Saturday, June 14, 2008

The shape and pattern of gospel ministry

Here's the intro to my address at the Bala ministers conference:

A friend of mine, who is now a minister, in his student days had a summer job in a builders yard. One of his first tasks was to cut several identical lengths of wood that a customer had ordered. So he measured out the length and cut the first one. Then he took that piece of wood ,lay it along the length he was cutting from, marked it off, and cut the second piece. He then took the second piece, measured the next length and cut it. He then took that third cutting and used it to measure the fourth. He took the fourth and measured the fifth. And on and on he went. Each freshly cut length was used to measure the next. By the end he had eight pieces of wood of different lengths, each one shorter than the other, and one angry boss.

How are you and I measuring out our ministries? How do we determine our priorities? As we think of the pressures on us each week how will be know what really matters in ministry?

One way would be to take our measurements from great ministers in the past; from a George Whitefield, a Spurgeon, a Richard Baxter, a Martyn Lloyd-Jones. And there is much to be gained from learning from men that God raised up and eminently used in the past. Another way would be to look at the ministry of men like John Piper, or Tim Keller, and to see how we can be like them.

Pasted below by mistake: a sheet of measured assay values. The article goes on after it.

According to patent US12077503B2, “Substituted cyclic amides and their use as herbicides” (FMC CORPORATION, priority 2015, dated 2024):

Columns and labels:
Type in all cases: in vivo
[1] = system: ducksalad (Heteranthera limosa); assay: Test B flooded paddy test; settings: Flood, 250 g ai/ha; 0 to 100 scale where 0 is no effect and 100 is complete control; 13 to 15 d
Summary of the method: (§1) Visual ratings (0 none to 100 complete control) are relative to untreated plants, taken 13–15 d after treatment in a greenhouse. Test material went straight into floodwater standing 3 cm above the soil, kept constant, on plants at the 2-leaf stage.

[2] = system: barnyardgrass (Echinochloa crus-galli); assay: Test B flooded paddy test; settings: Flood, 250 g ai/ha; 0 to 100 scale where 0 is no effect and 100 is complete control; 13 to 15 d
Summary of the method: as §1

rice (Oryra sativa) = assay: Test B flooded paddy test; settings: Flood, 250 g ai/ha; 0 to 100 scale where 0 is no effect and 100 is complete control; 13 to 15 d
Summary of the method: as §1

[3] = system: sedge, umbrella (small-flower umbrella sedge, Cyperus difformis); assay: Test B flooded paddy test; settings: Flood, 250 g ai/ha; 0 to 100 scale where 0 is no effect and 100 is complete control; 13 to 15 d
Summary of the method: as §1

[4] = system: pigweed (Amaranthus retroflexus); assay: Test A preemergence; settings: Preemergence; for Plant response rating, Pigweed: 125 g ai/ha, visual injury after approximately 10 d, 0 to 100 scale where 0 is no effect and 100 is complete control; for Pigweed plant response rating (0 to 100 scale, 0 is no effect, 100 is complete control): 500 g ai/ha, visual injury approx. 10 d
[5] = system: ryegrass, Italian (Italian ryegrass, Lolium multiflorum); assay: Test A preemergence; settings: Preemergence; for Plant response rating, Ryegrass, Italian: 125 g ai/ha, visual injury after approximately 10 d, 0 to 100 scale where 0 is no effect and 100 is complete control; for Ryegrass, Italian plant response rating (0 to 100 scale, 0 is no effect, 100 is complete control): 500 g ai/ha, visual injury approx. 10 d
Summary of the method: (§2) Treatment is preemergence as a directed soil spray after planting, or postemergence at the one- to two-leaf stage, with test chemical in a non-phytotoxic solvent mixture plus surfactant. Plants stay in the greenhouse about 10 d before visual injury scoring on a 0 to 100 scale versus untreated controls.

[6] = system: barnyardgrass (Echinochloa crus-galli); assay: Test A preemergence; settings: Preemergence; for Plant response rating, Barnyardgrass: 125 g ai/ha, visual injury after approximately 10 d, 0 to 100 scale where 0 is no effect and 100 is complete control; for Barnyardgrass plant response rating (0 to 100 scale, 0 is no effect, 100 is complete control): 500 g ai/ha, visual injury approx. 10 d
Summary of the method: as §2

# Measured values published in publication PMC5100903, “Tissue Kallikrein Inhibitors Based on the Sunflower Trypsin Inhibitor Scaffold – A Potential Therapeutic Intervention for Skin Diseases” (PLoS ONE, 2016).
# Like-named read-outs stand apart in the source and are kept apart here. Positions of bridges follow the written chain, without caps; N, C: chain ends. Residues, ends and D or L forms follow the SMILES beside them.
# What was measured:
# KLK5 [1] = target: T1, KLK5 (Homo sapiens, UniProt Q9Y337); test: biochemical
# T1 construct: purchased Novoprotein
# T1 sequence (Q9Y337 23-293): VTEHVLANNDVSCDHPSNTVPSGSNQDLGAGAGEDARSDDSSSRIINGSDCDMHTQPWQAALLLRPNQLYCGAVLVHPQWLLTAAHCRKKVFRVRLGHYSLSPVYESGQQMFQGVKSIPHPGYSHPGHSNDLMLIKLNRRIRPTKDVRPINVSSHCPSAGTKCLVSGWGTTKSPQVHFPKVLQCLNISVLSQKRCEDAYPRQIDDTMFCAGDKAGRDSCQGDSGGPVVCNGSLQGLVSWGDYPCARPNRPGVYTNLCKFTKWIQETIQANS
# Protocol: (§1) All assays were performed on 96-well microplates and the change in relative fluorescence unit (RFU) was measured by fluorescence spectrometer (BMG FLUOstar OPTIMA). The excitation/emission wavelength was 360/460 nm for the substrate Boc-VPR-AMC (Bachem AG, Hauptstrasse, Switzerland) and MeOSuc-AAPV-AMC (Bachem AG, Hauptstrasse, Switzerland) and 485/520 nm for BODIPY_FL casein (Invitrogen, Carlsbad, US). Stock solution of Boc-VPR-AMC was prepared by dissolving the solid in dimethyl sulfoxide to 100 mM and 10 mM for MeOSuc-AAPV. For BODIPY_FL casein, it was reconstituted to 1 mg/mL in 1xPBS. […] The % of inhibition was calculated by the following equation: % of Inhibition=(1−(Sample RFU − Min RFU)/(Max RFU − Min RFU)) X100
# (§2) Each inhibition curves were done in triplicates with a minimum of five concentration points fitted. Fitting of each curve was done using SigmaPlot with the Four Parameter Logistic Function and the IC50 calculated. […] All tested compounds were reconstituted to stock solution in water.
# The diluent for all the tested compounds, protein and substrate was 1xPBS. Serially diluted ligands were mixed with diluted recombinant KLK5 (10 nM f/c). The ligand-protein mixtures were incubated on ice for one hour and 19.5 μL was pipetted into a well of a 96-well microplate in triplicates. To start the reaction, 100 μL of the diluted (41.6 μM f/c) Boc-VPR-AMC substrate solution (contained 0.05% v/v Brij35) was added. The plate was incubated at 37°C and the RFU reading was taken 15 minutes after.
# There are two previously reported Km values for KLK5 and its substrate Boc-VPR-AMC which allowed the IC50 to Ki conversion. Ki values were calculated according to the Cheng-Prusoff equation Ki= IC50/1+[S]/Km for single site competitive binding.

But the best thing for us to do as we think of what really matters in ministry is to go to the place where the most accurate measurements are given.

In Acts 20:17-38 we are given the true dimensions that set out the shape and pattern of authentic gospel ministry and pastoral care.

If we have lost our way, or if we have been using the wrong standard, this passage will help us realign our ministry. But this is more than a passage to give us the measurements for ministry. Measurements in themselves are cold and technical. No, this message should stir up our hearts and touch our consciences to preach the gospel, and to devote ourselves afresh to serving Christ and to feeding and protecting his Church.

One writer has said that this is "the most explicit and complete instruction on spiritual leadership given to a New Testament church."

1 comment:

Forrest Schultz said...

The same Irenaeus who wrote Against Heresies also coined the term "Canon of Truth" to refer to the thought-system of Scripture. In Greek a kanon was a measuring instrument used to insure the proper construction of a building, such as, for example, a ruler to insure that the boards are cut to the rigbt length. I was therefore suprised that you did not note this in your remarks.


Forrest Schultz